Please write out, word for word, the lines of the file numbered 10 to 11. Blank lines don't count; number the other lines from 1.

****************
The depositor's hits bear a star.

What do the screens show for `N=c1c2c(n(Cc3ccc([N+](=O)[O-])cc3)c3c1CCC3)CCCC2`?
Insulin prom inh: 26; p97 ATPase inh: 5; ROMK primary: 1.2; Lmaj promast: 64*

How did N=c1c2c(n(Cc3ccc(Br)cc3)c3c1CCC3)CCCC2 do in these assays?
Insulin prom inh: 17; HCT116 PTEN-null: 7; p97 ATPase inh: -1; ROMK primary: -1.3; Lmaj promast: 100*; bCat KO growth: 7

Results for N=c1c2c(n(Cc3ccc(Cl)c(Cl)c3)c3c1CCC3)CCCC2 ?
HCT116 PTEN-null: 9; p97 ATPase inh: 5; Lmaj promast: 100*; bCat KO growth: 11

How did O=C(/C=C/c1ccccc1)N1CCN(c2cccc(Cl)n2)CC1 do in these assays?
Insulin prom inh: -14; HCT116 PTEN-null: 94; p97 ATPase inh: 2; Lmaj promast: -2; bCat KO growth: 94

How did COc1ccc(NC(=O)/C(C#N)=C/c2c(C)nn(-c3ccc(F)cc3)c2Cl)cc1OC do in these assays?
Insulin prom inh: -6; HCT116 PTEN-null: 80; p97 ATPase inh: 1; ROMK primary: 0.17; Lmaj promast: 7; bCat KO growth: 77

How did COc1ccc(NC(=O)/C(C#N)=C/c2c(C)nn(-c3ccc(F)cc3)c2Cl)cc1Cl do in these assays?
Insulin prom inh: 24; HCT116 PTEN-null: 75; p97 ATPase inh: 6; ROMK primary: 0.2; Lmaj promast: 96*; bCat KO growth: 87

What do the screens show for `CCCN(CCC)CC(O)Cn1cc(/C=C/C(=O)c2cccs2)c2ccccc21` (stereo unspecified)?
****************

How did COc1ccc(NC(=O)/C(C#N)=C/c2c(C)nn(-c3ccc(F)cc3)c2Cl)cc1OC do in these assays?
Insulin prom inh: -6; HCT116 PTEN-null: 80; p97 ATPase inh: 1; ROMK primary: 0.17; Lmaj promast: 7; bCat KO growth: 77